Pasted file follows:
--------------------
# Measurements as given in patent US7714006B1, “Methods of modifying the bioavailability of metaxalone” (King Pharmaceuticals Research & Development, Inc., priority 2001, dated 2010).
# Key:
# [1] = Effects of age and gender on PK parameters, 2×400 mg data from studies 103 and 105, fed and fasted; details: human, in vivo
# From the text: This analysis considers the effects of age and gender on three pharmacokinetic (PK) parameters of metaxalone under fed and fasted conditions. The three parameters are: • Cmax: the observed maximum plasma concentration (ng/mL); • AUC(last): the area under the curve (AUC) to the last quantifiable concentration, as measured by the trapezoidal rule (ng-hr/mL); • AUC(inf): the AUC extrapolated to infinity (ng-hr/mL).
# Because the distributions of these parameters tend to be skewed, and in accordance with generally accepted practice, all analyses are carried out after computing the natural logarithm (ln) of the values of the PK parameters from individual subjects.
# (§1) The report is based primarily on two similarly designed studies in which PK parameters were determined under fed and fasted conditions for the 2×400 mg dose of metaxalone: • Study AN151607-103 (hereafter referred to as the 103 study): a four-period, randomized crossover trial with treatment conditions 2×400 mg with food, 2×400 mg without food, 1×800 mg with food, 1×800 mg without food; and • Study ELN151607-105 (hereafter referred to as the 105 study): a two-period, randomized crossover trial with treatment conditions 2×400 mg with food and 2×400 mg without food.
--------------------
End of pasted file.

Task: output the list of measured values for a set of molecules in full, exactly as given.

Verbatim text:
# Measurements as given in patent US7714006B1, “Methods of modifying the bioavailability of metaxalone” (King Pharmaceuticals Research & Development, Inc., priority 2001, dated 2010).
# Key:
# [1] = Effects of age and gender on PK parameters, 2×400 mg data from studies 103 and 105, fed and fasted; details: human, in vivo
# From the text: This analysis considers the effects of age and gender on three pharmacokinetic (PK) parameters of metaxalone under fed and fasted conditions. The three parameters are: • Cmax: the observed maximum plasma concentration (ng/mL); • AUC(last): the area under the curve (AUC) to the last quantifiable concentration, as measured by the trapezoidal rule (ng-hr/mL); • AUC(inf): the AUC extrapolated to infinity (ng-hr/mL).
# Because the distributions of these parameters tend to be skewed, and in accordance with generally accepted practice, all analyses are carried out after computing the natural logarithm (ln) of the values of the PK parameters from individual subjects.
# (§1) The report is based primarily on two similarly designed studies in which PK parameters were determined under fed and fasted conditions for the 2×400 mg dose of metaxalone: • Study AN151607-103 (hereafter referred to as the 103 study): a four-period, randomized crossover trial with treatment conditions 2×400 mg with food, 2×400 mg without food, 1×800 mg with food, 1×800 mg without food; and • Study ELN151607-105 (hereafter referred to as the 105 study): a two-period, randomized crossover trial with treatment conditions 2×400 mg with food and 2×400 mg without food.